Windows Servers licensing is not an easy concept to wrap your head around. Next to SQL Servers, it is one of the most complicated licensing models Microsoft has to offer, perhaps one of the most complicated licensing models period. It might be as entertaining as watching mud dry and as complicated as today’s political climate, it can be mastered with the right tools at your disposal.

At MetrixData 360, we specialize in the toughest licensing that software vendors can offer, even software as complicated as Windows Server. So, we thought we would go over some of the basics you will need to know when ensuring compliance with your Windows Server licensing.

Windows Server Licensing guide Download

What is Microsoft Windows Server?

Windows Server is an enterprise-class server operating system, with the purpose of sharing services with multiple users and providing administrative control over storage, applications, and corporate networks. Since its release in the early 2000s, Windows Server has served as a critical element in the software infrastructure of many organizations to this day. Among the current Windows Server editions, each has its own slightly different licensing metric. Due to the nature of these servers, it can often be quite difficult to license them and to ensure one is properly licensed.

Types of Windows Servers

Windows Server Essential

Ideal for anyone anticipating eventual mobility into the cloud, this server has built-in integration with Office 365 hosted services.

Windows Server Essential follows a Speciality Server licensing model, meaning it is licensed per server. The upfront cost for Windows Server Essential, which is significantly lower than the other models, is the majority of what you will have to pay for the server. It’s priced as such because Windows Server Essential is unique in that there is no need to buy additional users or device Client Access Licenses (CALs) after the initial purchase. Instead, the server has a cap limit on the number of users and devices that can access it.

Customers can choose between using up to 25 named user accounts or installing Windows Server Essential on no more than 50 devices. For this reason, it is best suited for smaller companies that have minimal anticipated growth over the next two to five years.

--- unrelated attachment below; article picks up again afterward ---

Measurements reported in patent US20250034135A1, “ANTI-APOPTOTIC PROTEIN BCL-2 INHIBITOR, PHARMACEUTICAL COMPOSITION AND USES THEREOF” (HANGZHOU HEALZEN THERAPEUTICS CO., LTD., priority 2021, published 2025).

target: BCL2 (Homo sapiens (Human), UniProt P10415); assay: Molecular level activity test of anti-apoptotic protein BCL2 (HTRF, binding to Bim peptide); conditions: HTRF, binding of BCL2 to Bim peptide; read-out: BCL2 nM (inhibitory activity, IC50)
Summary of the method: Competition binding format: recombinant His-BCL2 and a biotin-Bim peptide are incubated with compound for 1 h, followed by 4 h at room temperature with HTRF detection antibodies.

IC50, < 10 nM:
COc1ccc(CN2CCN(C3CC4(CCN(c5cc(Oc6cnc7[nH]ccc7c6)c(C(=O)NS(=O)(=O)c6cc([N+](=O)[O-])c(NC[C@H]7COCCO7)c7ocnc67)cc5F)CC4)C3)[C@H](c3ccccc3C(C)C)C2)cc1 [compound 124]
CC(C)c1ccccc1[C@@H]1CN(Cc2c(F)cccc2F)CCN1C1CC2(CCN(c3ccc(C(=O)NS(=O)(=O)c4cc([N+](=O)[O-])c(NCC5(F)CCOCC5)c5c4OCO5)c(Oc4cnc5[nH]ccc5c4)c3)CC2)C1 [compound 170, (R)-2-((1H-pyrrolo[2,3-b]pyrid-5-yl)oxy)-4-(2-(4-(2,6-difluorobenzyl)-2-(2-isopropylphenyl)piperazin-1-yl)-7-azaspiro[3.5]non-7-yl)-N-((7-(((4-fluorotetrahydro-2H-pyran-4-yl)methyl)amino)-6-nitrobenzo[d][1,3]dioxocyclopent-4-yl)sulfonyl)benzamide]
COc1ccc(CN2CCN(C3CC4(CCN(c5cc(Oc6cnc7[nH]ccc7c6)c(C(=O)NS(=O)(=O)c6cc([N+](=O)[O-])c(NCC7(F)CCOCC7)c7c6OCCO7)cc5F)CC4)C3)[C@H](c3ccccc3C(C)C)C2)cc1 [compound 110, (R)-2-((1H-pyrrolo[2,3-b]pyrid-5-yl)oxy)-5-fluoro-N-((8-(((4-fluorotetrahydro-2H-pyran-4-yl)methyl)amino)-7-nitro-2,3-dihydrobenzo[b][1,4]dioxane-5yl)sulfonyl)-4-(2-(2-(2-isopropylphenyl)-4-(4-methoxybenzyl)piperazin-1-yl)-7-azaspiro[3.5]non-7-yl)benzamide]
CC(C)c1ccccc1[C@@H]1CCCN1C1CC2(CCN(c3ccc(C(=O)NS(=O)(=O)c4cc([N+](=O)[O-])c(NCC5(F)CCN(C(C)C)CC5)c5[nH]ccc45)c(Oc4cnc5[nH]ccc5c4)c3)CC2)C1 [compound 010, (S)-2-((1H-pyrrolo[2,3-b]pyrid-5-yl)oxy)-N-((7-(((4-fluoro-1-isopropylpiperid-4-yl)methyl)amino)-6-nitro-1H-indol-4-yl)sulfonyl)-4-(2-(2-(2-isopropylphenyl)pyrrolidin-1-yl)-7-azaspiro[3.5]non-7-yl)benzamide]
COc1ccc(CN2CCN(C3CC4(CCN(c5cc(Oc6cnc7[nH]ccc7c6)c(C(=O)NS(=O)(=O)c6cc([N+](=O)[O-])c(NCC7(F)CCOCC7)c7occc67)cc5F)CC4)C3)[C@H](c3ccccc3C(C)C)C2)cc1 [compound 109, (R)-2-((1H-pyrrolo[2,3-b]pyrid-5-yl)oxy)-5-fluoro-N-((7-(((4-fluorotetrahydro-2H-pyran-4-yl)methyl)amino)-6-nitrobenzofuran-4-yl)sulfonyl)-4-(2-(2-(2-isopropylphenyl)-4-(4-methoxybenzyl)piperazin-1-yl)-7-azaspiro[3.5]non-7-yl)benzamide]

Windows Server Standard Edition

Proving the happy medium between Essential and Datacenter, Standard Edition offers a solution that is similar in function to Datacenter but is closer to the cost of Essential, making it suitable for a medium-sized company.

It offers the ability to run two virtual machines, along with fully integrated services and direct access for users. It follows a core-based licensing model and requires CALs. Due to this fact, purchasing a Standard edition is a little tricky, since you must purchase 16 cores per server and you will also require additional purchases if the number of cores per server is greater than 16. If a business requires more virtual machines than the two offered by the Standard edition, then the Datacenter edition should be considered.

Windows Server Datacenter Edition

The most advanced and expensive of the Windows Servers, the Datacenter Edition offers the ability to run an unlimited number of virtual machines and can effectively meet the demands of large enterprises with larger IT infrastructures. Just like the Standard Edition, the Datacenter Edition follows a core-based licensing model. The greatest drawback of the Datacenter Edition is its cost, which is roughly eight times the original price of the Standard Server.

What is a Core-Based Licensing Model?